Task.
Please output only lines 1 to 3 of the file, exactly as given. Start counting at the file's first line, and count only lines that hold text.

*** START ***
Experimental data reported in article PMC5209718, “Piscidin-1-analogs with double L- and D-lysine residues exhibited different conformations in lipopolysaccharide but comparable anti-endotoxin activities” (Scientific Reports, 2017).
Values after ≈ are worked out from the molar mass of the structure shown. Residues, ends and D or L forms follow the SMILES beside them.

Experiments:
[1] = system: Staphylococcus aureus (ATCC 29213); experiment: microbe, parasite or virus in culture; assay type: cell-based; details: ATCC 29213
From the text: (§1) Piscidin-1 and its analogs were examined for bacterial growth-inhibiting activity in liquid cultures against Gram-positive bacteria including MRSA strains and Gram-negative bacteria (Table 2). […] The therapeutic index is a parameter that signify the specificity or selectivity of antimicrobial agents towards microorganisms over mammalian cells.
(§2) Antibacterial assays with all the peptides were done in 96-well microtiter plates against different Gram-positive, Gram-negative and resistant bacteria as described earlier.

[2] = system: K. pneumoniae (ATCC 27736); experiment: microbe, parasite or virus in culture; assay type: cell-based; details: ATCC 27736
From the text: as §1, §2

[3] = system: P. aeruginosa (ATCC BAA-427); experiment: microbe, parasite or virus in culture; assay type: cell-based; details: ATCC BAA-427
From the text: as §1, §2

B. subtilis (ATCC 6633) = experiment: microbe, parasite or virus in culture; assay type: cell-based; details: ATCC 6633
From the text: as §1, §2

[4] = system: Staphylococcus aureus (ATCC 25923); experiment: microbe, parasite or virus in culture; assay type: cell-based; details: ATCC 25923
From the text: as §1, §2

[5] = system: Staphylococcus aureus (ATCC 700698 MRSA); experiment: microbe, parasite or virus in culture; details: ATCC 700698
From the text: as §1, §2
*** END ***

Experimental data reported in article PMC5209718, “Piscidin-1-analogs with double L- and D-lysine residues exhibited different conformations in lipopolysaccharide but comparable anti-endotoxin activities” (Scientific Reports, 2017).
Values after ≈ are worked out from the molar mass of the structure shown. Residues, ends and D or L forms follow the SMILES beside them.

Experiments: